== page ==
O10 Aetiology of and trends in anogenital herpes diagnoses in england from 2006–2015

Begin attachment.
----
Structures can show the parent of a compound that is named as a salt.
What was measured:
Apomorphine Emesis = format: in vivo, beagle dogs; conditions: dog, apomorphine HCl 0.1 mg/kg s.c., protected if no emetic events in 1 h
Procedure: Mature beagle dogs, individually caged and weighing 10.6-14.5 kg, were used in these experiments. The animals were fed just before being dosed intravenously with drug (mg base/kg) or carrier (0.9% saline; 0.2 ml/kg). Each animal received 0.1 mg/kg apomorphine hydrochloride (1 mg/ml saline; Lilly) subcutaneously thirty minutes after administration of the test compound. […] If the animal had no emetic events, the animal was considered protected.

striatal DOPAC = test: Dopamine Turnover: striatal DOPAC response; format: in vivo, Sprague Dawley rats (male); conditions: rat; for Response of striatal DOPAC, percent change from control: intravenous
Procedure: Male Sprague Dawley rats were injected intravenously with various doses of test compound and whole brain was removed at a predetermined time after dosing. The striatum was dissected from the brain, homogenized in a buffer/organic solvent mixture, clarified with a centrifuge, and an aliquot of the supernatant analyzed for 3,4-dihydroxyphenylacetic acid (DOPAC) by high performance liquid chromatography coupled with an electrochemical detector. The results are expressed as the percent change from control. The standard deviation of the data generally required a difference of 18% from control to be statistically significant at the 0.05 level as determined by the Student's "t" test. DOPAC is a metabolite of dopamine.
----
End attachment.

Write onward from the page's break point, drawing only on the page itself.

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IntroductionAnogenital herpes (AH), associated with significant physical and psychological morbidity, is the second most commonly diagnosed viral sexually transmitted infection (STI) in England and is caused by infection with Herpes Simplex Virus (HSV) Type-1 or Type-2. We investigated the epidemiological and serotype characteristics of AH diagnoses in England and changes over time.MethodsWe performed a descriptive analysis of socio-demographic and clinical characteristics of AH using data from the national surveillance system for STIs (GUMCADv2), and calculated the proportion of new episodes by serotype using data from the national laboratory surveillance system in England from 2006–2015.ResultsThere were 31,312 first and 25,356 recurrent AH episodes in 2015, and diagnosis rates of first episode AH increased 55% from 38 to 59 per 100,000 population since 2006. In 2015, diagnosis rates were highest among women (73.5), people aged 20-24 (243.1), those of Black Caribbean ethnicity (176.3), and London residents (93.8). Although MSM only accounted for 4.6% (n=1430) of diagnoses in 2015, there was an 18% increase in diagnoses since 2011; overall 28% of MSM diagnosed with AH were HIV-positive. The distribution of HSV-1/HSV-2 has remained stable since 2006: in 2015, 48% of women and 36% of men with AH were diagnosed with HSV-1 infection.DiscussionIncreased diagnoses of AH may be due to changes in sexual practices or improved test sensitivity. Differences by socio-demographic characteristics can be used to inform prevention strategies, while those by serotype are essential for guiding vaccine development.

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